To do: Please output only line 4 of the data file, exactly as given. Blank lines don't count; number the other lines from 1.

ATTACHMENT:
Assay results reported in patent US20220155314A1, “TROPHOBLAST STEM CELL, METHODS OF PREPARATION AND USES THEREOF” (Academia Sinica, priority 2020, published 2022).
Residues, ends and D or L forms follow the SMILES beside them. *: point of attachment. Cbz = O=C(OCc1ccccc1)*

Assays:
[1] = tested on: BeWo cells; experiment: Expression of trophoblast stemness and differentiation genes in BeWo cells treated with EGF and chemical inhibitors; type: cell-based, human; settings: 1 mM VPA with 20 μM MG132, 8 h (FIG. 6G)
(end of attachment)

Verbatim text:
[1] = tested on: BeWo cells; experiment: Expression of trophoblast stemness and differentiation genes in BeWo cells treated with EGF and chemical inhibitors; type: cell-based, human; settings: 1 mM VPA with 20 μM MG132, 8 h (FIG. 6G)